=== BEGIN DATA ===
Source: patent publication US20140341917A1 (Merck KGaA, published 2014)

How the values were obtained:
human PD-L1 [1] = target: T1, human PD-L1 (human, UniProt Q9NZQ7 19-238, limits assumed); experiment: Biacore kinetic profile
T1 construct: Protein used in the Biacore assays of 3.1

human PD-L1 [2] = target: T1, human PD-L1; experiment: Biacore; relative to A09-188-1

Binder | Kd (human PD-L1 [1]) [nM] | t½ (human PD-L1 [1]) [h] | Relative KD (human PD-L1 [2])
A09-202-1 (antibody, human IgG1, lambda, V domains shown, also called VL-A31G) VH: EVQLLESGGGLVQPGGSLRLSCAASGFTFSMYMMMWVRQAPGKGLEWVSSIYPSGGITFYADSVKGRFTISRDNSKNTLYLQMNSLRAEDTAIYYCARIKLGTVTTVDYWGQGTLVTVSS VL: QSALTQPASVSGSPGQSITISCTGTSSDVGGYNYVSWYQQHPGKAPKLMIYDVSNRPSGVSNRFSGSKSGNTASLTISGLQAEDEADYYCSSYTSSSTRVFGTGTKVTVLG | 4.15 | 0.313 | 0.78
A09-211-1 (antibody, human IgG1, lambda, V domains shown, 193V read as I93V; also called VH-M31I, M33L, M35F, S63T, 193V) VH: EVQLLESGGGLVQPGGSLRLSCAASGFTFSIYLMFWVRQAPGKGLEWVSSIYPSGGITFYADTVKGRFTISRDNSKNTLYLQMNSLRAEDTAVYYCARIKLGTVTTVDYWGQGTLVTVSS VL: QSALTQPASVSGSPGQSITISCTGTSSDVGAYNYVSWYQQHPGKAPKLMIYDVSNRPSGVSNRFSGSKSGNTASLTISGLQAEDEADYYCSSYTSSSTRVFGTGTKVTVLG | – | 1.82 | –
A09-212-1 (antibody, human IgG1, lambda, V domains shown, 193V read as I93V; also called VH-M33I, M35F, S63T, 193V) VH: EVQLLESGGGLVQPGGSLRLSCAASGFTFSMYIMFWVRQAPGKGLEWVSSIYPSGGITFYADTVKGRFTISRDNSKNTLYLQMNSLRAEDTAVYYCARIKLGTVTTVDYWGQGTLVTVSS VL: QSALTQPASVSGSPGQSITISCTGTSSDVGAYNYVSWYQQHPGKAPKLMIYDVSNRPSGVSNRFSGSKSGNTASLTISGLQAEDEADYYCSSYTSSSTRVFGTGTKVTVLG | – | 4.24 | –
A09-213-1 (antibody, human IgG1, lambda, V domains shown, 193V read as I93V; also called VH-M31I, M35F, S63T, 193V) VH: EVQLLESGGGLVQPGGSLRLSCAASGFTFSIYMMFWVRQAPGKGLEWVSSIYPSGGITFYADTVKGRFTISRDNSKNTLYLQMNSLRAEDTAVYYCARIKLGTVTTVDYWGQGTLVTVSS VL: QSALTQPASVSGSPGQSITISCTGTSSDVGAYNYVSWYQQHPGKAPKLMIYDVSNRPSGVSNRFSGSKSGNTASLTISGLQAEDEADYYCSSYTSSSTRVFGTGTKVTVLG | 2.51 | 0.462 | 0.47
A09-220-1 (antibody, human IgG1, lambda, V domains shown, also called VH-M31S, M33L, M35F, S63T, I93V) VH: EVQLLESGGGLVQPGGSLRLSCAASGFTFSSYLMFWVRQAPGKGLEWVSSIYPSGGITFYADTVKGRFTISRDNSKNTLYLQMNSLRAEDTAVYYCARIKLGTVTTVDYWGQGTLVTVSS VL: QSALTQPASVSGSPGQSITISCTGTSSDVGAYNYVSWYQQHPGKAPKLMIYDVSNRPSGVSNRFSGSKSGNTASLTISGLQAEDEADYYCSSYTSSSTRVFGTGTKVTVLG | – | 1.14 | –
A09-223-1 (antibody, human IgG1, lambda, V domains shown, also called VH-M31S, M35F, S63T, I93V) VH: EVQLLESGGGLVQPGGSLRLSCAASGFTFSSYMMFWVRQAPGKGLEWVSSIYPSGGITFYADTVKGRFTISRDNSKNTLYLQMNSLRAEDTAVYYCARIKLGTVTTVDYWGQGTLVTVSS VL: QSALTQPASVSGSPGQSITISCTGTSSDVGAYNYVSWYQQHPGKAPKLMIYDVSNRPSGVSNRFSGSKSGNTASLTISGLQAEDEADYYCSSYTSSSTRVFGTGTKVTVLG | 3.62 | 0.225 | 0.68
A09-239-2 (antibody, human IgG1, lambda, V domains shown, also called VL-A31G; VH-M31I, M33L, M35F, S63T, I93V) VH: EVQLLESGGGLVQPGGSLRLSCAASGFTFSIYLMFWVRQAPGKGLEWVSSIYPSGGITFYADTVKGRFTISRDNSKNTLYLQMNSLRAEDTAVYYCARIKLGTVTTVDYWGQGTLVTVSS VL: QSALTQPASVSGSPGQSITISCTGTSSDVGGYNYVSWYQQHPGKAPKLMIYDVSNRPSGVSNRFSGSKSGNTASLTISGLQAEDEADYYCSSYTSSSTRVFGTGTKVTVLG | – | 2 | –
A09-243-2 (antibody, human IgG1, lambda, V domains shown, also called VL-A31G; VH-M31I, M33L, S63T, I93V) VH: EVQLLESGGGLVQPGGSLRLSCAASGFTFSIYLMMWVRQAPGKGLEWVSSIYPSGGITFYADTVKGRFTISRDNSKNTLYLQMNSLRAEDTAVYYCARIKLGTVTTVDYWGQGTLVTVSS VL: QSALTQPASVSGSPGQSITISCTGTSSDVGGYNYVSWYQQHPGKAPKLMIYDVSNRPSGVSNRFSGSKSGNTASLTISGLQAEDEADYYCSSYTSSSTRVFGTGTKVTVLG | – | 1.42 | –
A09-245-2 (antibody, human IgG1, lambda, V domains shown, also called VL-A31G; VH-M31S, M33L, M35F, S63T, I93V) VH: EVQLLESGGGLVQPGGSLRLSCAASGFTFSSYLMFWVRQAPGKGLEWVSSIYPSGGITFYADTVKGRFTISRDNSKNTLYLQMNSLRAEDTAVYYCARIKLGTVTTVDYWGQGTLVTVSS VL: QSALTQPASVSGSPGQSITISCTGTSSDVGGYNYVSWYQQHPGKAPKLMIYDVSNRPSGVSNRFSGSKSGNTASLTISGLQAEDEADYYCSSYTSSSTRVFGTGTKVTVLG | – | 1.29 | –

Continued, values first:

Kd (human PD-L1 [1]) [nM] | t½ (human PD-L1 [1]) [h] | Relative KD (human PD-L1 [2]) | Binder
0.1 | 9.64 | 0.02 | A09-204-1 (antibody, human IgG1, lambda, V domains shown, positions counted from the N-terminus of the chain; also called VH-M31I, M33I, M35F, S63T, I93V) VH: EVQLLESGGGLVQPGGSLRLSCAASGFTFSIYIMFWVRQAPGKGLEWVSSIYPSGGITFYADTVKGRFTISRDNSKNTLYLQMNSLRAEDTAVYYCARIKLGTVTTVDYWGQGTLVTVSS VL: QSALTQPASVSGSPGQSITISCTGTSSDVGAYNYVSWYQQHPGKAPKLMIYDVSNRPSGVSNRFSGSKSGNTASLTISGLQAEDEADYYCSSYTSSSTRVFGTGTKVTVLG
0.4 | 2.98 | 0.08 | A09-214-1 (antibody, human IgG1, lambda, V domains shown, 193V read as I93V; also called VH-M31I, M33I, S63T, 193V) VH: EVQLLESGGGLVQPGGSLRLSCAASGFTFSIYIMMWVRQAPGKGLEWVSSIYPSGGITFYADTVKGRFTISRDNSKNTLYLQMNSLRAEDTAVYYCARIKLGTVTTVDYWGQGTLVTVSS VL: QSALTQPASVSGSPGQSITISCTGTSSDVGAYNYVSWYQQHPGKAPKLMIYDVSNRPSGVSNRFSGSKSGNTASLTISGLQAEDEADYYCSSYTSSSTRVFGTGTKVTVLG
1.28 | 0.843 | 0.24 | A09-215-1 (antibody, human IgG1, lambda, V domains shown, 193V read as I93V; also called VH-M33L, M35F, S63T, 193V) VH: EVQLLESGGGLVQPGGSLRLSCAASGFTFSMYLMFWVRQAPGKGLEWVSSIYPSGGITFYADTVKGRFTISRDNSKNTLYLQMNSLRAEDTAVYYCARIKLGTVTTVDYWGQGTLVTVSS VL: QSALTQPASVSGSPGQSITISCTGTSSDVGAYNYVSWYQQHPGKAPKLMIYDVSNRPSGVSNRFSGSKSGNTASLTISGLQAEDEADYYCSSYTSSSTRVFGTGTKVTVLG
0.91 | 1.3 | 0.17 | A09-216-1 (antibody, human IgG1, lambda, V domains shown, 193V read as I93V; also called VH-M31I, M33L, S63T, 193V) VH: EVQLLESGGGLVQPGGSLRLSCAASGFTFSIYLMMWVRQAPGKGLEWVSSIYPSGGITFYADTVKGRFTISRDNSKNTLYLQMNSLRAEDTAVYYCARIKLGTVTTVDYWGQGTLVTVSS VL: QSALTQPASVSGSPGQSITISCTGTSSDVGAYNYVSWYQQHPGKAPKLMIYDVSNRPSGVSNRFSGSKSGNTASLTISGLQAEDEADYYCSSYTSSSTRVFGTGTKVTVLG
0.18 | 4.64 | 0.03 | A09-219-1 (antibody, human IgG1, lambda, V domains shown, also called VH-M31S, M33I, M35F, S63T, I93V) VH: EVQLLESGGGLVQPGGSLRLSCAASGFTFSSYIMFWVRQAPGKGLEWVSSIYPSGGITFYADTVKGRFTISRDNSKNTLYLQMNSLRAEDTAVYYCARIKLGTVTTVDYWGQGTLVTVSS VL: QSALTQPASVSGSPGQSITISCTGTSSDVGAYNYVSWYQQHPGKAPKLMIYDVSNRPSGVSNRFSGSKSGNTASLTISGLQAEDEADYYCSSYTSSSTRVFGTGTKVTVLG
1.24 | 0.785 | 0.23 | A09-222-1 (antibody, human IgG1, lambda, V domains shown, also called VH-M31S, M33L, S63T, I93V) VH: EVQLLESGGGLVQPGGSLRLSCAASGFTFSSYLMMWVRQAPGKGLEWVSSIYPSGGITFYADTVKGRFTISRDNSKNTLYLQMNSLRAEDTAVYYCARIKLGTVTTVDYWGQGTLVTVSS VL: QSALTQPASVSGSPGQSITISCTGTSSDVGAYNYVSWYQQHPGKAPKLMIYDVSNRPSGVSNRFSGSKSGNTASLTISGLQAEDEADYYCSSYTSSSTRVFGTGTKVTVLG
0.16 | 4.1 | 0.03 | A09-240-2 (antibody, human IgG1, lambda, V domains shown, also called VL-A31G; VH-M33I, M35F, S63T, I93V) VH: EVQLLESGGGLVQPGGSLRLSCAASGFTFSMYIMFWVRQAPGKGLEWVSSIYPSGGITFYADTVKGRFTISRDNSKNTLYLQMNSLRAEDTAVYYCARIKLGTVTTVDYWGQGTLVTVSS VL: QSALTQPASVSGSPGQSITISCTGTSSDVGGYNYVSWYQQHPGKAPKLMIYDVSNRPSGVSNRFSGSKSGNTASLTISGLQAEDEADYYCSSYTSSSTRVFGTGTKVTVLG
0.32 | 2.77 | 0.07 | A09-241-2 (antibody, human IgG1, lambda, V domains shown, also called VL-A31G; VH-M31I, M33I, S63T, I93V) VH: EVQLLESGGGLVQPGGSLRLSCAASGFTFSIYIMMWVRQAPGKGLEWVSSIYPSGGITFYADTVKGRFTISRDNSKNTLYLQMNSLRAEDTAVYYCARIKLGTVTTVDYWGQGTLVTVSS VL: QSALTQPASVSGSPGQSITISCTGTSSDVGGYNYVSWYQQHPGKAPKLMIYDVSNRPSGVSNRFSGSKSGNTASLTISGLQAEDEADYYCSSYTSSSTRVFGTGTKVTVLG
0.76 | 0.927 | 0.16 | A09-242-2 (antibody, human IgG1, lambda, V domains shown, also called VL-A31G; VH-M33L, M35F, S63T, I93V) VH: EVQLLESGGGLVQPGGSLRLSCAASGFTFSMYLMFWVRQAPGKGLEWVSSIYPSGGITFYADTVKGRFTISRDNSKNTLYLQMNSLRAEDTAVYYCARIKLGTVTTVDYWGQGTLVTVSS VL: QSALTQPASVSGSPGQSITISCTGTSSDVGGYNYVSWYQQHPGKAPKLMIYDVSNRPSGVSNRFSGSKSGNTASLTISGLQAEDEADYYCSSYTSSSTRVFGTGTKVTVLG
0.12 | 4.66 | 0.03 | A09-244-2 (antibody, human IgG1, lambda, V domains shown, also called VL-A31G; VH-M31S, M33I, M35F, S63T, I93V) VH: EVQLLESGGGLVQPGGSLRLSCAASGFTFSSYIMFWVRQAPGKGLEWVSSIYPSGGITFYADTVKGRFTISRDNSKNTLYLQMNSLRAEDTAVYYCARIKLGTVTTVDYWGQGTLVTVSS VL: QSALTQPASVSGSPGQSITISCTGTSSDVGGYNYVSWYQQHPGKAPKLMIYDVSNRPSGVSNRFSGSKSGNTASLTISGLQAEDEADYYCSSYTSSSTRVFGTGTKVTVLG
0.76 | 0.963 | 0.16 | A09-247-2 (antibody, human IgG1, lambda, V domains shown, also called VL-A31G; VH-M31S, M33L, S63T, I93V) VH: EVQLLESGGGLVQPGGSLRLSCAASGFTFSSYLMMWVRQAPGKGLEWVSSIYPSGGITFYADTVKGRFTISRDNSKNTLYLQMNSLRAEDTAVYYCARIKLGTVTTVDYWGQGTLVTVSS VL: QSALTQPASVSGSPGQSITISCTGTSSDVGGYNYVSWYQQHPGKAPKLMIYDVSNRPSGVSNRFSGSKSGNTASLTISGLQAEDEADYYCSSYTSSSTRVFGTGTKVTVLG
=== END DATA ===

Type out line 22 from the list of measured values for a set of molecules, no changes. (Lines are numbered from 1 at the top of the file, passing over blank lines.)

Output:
0.18 | 4.64 | 0.03 | A09-219-1 (antibody, human IgG1, lambda, V domains shown, also called VH-M31S, M33I, M35F, S63T, I93V) VH: EVQLLESGGGLVQPGGSLRLSCAASGFTFSSYIMFWVRQAPGKGLEWVSSIYPSGGITFYADTVKGRFTISRDNSKNTLYLQMNSLRAEDTAVYYCARIKLGTVTTVDYWGQGTLVTVSS VL: QSALTQPASVSGSPGQSITISCTGTSSDVGAYNYVSWYQQHPGKAPKLMIYDVSNRPSGVSNRFSGSKSGNTASLTISGLQAEDEADYYCSSYTSSSTRVFGTGTKVTVLG